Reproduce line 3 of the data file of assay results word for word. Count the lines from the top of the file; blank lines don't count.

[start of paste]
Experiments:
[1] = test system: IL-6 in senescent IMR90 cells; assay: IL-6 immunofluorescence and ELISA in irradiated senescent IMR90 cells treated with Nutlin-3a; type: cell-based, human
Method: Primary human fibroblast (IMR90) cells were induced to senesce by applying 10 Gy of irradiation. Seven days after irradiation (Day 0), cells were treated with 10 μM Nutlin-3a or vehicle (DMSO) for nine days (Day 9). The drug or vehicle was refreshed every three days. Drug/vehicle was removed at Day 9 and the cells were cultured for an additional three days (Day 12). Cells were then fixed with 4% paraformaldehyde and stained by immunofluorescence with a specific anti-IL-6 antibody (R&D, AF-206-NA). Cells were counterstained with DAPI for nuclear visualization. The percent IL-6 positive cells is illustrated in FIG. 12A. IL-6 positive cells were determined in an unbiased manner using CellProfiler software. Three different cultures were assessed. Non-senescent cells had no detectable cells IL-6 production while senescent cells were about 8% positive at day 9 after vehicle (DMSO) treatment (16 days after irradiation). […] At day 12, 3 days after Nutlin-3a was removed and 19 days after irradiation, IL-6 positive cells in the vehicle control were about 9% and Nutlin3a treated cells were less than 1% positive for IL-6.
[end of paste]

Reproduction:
Method: Primary human fibroblast (IMR90) cells were induced to senesce by applying 10 Gy of irradiation. Seven days after irradiation (Day 0), cells were treated with 10 μM Nutlin-3a or vehicle (DMSO) for nine days (Day 9). The drug or vehicle was refreshed every three days. Drug/vehicle was removed at Day 9 and the cells were cultured for an additional three days (Day 12). Cells were then fixed with 4% paraformaldehyde and stained by immunofluorescence with a specific anti-IL-6 antibody (R&D, AF-206-NA). Cells were counterstained with DAPI for nuclear visualization. The percent IL-6 positive cells is illustrated in FIG. 12A. IL-6 positive cells were determined in an unbiased manner using CellProfiler software. Three different cultures were assessed. Non-senescent cells had no detectable cells IL-6 production while senescent cells were about 8% positive at day 9 after vehicle (DMSO) treatment (16 days after irradiation). […] At day 12, 3 days after Nutlin-3a was removed and 19 days after irradiation, IL-6 positive cells in the vehicle control were about 9% and Nutlin3a treated cells were less than 1% positive for IL-6.